Acura

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Acura ILX
MSRP: $26,795
Invoice Pricing: $25,347
MPG: 39 / 38
Local Blue Book Values
Acura MDX
MSRP: $44,175
Invoice Pricing: $41,881
MPG: 16 / 21
Local Blue Book Values
Acura RDX
MSRP: $35,415
Invoice Pricing: $33,325
MPG: 20 / 28
Local Blue Book Values
Acura RL
MSRP: $48,585
Invoice Pricing: $44,139
MPG: 17 / 24
Local Blue Book Values
Acura RLX
MSRP: $49,345
Invoice Pricing: $34,607
MPG: 20 / No data
Local Blue Book Values
Acura TL
MSRP: $36,800
Invoice Pricing: $34,607
MPG: 20 / 29
Local Blue Book Values
Acura TSX
MSRP: $31,405
Invoice Pricing: $29,614
MPG: 22 / 31
Local Blue Book Values
Acura ZDX
MSRP: $51,815
Invoice Pricing: $47,979
MPG: 16 / 23
Local Blue Book Values
Acura

Honda's luxury division first appeared in 1986, issuing the compact Integra and larger Legend. Honda itself had been selling cars in the U.S. since 1969. Essentially, Acuras adapted Honda underpinnings, but maintained a classier aura-and of course, higher prices. At the time, other Japanese automakers had not yet initiated a luxury or near-luxury brand in the U.S. market. But Lexus and Infiniti brands, developed by Toyota and Nissan, respectively, reached dealerships in 1990.

For 1991, Acura launched its all-aluminum NSX supercar, with a $60,000 sticker. Ready to challenge more costly contenders from Ferrari and Porsche, as well as Chevrolet's Corvette ZR-1, the NSX coupe lasted into 2005. Acura is rumored to be planning production of a revived model, somewhere around 2014-15. In fact, an NSX concept was created for display at Detroit's North American International Auto Show, in January 2012.

Acura's Legend was gone after 1995, replaced for 1996 by a new RL sedan, which remains today as the company's flagship family-sized sedan. Integras lingered into 2001, before giving way to the RSX sport coupe. Despite its sporty nature, the compact RSX faded away after just five seasons, leaving Acura with no small-size passenger sedan in its lineup.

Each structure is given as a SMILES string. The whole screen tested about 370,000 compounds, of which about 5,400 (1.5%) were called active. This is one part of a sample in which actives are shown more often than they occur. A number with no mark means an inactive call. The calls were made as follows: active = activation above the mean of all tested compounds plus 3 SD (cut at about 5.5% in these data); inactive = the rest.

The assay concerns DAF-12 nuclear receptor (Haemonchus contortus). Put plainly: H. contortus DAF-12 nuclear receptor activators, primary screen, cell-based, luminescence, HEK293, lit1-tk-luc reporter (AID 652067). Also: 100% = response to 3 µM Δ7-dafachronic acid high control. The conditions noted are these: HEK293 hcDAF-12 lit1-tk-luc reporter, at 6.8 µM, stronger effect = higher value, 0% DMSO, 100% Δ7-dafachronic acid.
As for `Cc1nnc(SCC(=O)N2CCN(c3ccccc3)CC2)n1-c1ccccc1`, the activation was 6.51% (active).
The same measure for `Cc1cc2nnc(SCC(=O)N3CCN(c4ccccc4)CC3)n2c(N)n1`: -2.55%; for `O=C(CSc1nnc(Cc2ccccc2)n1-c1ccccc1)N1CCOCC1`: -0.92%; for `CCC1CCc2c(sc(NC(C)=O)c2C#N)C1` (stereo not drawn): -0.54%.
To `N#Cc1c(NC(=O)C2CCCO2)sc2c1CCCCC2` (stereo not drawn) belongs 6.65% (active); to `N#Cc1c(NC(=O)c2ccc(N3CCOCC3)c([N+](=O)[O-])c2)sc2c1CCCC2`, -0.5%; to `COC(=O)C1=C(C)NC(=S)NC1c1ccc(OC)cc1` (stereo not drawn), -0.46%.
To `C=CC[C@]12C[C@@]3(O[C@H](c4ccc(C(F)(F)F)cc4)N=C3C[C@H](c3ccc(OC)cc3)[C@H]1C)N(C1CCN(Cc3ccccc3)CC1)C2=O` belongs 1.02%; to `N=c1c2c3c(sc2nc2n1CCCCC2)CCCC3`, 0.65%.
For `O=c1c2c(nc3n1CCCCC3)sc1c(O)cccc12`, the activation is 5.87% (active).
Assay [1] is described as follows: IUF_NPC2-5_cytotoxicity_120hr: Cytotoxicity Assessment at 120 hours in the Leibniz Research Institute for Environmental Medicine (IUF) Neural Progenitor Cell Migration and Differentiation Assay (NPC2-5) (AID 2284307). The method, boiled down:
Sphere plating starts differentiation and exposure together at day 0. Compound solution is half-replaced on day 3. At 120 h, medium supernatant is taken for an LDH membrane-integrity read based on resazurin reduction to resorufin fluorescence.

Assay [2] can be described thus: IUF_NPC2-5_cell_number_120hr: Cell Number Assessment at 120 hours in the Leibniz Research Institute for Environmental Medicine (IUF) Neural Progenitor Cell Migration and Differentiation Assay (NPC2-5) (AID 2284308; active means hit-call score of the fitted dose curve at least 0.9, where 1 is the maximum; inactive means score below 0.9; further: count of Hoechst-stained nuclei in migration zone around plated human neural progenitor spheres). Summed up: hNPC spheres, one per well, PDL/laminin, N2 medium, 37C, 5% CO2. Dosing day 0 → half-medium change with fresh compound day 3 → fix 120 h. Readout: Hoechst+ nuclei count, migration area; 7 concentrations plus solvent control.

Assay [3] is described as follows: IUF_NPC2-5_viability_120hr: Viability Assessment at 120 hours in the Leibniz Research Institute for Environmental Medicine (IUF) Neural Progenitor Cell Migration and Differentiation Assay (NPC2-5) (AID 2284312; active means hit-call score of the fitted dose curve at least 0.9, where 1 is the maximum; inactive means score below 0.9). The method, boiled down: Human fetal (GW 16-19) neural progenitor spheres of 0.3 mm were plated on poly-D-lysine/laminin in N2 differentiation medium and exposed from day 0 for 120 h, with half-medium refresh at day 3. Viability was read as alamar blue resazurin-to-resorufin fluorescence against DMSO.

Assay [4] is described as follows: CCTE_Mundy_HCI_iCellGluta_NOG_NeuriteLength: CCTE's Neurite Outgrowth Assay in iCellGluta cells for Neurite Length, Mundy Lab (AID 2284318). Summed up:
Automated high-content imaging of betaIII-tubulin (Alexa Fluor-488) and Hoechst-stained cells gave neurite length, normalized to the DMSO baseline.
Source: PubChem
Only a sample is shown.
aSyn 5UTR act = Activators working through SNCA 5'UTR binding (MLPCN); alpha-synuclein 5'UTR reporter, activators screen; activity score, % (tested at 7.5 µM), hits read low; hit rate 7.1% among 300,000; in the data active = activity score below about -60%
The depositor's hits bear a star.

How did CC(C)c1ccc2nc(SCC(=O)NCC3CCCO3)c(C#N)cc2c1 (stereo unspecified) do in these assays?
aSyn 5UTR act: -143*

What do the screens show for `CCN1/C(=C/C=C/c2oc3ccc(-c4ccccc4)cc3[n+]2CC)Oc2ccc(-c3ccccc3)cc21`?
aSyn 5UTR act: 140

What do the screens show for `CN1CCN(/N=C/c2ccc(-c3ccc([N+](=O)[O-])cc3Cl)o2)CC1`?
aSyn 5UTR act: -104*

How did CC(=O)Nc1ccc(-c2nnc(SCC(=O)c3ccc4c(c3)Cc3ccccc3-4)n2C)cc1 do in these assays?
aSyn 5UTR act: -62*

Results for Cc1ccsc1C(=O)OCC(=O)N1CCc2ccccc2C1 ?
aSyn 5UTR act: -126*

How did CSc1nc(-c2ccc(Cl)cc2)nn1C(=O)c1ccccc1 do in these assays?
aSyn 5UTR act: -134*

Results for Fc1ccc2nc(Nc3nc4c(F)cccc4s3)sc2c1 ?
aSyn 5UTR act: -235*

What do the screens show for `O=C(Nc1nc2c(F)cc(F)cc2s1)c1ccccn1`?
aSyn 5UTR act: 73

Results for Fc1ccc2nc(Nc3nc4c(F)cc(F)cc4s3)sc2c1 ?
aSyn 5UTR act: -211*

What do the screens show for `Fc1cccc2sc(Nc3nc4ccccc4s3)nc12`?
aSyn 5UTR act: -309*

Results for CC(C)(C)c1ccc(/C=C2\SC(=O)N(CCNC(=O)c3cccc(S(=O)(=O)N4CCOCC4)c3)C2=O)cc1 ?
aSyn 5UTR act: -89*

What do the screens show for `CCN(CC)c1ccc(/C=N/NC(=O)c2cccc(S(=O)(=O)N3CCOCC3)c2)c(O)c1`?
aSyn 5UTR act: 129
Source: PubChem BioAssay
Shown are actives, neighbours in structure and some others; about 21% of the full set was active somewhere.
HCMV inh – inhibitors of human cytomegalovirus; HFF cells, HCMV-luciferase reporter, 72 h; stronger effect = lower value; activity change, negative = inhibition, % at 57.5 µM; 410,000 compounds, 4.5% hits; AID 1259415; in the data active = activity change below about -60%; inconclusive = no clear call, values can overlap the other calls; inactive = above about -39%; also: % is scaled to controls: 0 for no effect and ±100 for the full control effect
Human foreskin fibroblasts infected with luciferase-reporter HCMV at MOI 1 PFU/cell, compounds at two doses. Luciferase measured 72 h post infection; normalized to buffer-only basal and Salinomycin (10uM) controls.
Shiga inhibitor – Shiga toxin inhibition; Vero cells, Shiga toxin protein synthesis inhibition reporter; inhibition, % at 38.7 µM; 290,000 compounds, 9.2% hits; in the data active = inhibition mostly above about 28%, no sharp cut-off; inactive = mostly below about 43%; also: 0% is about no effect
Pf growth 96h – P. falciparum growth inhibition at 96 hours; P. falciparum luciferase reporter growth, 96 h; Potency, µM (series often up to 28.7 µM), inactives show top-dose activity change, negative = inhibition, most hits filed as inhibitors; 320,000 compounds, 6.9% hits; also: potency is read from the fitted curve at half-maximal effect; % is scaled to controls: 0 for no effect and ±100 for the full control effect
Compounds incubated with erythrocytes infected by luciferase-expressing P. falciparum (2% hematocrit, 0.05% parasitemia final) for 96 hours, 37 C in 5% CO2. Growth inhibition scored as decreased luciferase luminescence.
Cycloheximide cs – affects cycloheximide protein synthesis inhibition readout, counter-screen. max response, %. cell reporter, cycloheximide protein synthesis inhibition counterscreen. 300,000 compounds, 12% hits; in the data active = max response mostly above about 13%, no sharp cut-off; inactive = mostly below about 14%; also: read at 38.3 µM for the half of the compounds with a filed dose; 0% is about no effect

Meanwhile, a series of two- and three-letter model designations emerged, led by TL-soon to become the most popular model, which debuted for 1996. Today's V6-powered TL continues as the premium brand's bread-and-butter model, available with either front-drive or Acura's Super Handling All-Wheel Drive (SH-AWD).

Acura seriously entered the expanding SUV arena in 2001 with the midsize MDX with three-row seating, but that wasn't the first sport-utility to wear an Acura badge. That honor goes to the SLX of 1996-99, which was actually a derivative of an Isuzu model and failed to attract many Acura customers. For 2007, Acura released a smaller crossover SUV, the turbo-powered RDX.

Like most manufacturers, Acura has launched a few models that didn't quite make the grade, including the Vigor sedan that emerged in 1992 but hung on through only three seasons.

Introduced in 1997, Acura's CL coupe lasted through two generations before disappearing after 2003. New for 2004 and markedly more successful was a TSX sport sedan, smaller than the TL and "entry-level" priced, tempting another breed of customers with its agility and more sporting nature. A TSX Sport Wagon soon joined the sedan.

As the second decade of the 21st century opened, Acura entered another phase of the crossover SUV market with its shapely ZDX. Though stylishly eye-catching, the fastback-profiled ZDX proved less practical than some rivals, due to a tapering roofline that hindered interior headroom-a failing experienced by several competitive models as well.

Acura's 2012 lineup includes six models: three passenger cars (TSX, TL, and RL) and three crossover SUVs (MDX, RDX, and ZDX). Priced more attractively than some near-luxury brands, and backed by Honda's overall reputation for reliability, Acura has made significant strides toward establishing a tangible niche for itself through its first quarter-century of premium-automobile life.